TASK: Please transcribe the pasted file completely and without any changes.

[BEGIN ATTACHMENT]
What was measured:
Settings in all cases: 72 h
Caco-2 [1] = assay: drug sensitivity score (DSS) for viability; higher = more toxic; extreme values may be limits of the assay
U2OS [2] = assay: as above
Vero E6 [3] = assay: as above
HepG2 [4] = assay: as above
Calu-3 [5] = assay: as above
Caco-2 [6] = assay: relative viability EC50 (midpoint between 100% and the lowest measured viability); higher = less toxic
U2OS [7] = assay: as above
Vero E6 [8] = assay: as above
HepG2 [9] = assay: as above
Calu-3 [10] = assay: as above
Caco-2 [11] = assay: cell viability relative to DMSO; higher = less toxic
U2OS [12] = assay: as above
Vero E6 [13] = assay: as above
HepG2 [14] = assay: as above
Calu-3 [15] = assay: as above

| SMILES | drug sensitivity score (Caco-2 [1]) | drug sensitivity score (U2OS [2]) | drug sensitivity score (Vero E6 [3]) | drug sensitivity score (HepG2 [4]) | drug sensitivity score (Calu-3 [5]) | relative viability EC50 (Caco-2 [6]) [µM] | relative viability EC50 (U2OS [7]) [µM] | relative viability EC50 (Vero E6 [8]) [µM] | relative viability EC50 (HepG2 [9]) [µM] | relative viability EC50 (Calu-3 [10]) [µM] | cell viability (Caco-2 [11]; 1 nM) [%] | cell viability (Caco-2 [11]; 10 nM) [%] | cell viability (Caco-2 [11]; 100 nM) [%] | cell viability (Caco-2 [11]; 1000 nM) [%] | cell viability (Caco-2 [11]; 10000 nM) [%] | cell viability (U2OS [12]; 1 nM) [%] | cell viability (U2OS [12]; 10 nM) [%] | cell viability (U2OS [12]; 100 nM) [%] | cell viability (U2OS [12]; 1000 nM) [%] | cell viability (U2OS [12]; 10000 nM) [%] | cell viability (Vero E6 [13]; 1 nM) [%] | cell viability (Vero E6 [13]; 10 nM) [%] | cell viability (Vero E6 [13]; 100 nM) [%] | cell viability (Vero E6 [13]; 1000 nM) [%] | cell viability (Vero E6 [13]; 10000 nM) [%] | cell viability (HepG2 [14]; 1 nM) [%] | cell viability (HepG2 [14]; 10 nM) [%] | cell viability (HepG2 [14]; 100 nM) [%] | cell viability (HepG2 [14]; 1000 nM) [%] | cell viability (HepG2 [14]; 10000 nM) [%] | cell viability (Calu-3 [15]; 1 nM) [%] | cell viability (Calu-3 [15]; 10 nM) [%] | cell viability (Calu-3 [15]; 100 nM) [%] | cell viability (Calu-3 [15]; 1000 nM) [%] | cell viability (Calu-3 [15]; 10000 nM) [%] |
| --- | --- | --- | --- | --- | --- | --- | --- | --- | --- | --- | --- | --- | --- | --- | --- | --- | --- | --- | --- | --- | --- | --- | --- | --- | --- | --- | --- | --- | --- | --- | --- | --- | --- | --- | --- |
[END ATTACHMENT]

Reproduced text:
What was measured:
Settings in all cases: 72 h
Caco-2 [1] = assay: drug sensitivity score (DSS) for viability; higher = more toxic; extreme values may be limits of the assay
U2OS [2] = assay: as above
Vero E6 [3] = assay: as above
HepG2 [4] = assay: as above
Calu-3 [5] = assay: as above
Caco-2 [6] = assay: relative viability EC50 (midpoint between 100% and the lowest measured viability); higher = less toxic
U2OS [7] = assay: as above
Vero E6 [8] = assay: as above
HepG2 [9] = assay: as above
Calu-3 [10] = assay: as above
Caco-2 [11] = assay: cell viability relative to DMSO; higher = less toxic
U2OS [12] = assay: as above
Vero E6 [13] = assay: as above
HepG2 [14] = assay: as above
Calu-3 [15] = assay: as above

| SMILES | drug sensitivity score (Caco-2 [1]) | drug sensitivity score (U2OS [2]) | drug sensitivity score (Vero E6 [3]) | drug sensitivity score (HepG2 [4]) | drug sensitivity score (Calu-3 [5]) | relative viability EC50 (Caco-2 [6]) [µM] | relative viability EC50 (U2OS [7]) [µM] | relative viability EC50 (Vero E6 [8]) [µM] | relative viability EC50 (HepG2 [9]) [µM] | relative viability EC50 (Calu-3 [10]) [µM] | cell viability (Caco-2 [11]; 1 nM) [%] | cell viability (Caco-2 [11]; 10 nM) [%] | cell viability (Caco-2 [11]; 100 nM) [%] | cell viability (Caco-2 [11]; 1000 nM) [%] | cell viability (Caco-2 [11]; 10000 nM) [%] | cell viability (U2OS [12]; 1 nM) [%] | cell viability (U2OS [12]; 10 nM) [%] | cell viability (U2OS [12]; 100 nM) [%] | cell viability (U2OS [12]; 1000 nM) [%] | cell viability (U2OS [12]; 10000 nM) [%] | cell viability (Vero E6 [13]; 1 nM) [%] | cell viability (Vero E6 [13]; 10 nM) [%] | cell viability (Vero E6 [13]; 100 nM) [%] | cell viability (Vero E6 [13]; 1000 nM) [%] | cell viability (Vero E6 [13]; 10000 nM) [%] | cell viability (HepG2 [14]; 1 nM) [%] | cell viability (HepG2 [14]; 10 nM) [%] | cell viability (HepG2 [14]; 100 nM) [%] | cell viability (HepG2 [14]; 1000 nM) [%] | cell viability (HepG2 [14]; 10000 nM) [%] | cell viability (Calu-3 [15]; 1 nM) [%] | cell viability (Calu-3 [15]; 10 nM) [%] | cell viability (Calu-3 [15]; 100 nM) [%] | cell viability (Calu-3 [15]; 1000 nM) [%] | cell viability (Calu-3 [15]; 10000 nM) [%] |
| --- | --- | --- | --- | --- | --- | --- | --- | --- | --- | --- | --- | --- | --- | --- | --- | --- | --- | --- | --- | --- | --- | --- | --- | --- | --- | --- | --- | --- | --- | --- | --- | --- | --- | --- | --- |